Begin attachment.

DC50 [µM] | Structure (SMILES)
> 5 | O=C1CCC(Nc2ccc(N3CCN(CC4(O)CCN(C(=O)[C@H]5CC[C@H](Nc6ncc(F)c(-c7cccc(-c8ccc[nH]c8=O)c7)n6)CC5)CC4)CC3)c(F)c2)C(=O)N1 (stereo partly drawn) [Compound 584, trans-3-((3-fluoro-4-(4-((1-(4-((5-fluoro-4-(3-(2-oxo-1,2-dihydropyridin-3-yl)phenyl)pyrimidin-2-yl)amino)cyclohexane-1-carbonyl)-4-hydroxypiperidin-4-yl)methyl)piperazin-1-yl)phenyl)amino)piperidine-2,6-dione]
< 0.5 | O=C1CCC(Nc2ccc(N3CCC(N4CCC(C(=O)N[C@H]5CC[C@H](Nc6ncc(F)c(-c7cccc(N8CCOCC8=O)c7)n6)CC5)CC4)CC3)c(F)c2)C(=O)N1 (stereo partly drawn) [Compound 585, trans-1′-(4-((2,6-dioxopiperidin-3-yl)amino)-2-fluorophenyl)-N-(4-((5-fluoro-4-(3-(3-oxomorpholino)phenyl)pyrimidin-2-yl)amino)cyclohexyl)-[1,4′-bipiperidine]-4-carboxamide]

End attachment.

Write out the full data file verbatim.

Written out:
DC50 [µM] | Structure (SMILES)
> 5 | O=C1CCC(Nc2ccc(N3CCN(CC4(O)CCN(C(=O)[C@H]5CC[C@H](Nc6ncc(F)c(-c7cccc(-c8ccc[nH]c8=O)c7)n6)CC5)CC4)CC3)c(F)c2)C(=O)N1 (stereo partly drawn) [Compound 584, trans-3-((3-fluoro-4-(4-((1-(4-((5-fluoro-4-(3-(2-oxo-1,2-dihydropyridin-3-yl)phenyl)pyrimidin-2-yl)amino)cyclohexane-1-carbonyl)-4-hydroxypiperidin-4-yl)methyl)piperazin-1-yl)phenyl)amino)piperidine-2,6-dione]
< 0.5 | O=C1CCC(Nc2ccc(N3CCC(N4CCC(C(=O)N[C@H]5CC[C@H](Nc6ncc(F)c(-c7cccc(N8CCOCC8=O)c7)n6)CC5)CC4)CC3)c(F)c2)C(=O)N1 (stereo partly drawn) [Compound 585, trans-1′-(4-((2,6-dioxopiperidin-3-yl)amino)-2-fluorophenyl)-N-(4-((5-fluoro-4-(3-(3-oxomorpholino)phenyl)pyrimidin-2-yl)amino)cyclohexyl)-[1,4′-bipiperidine]-4-carboxamide]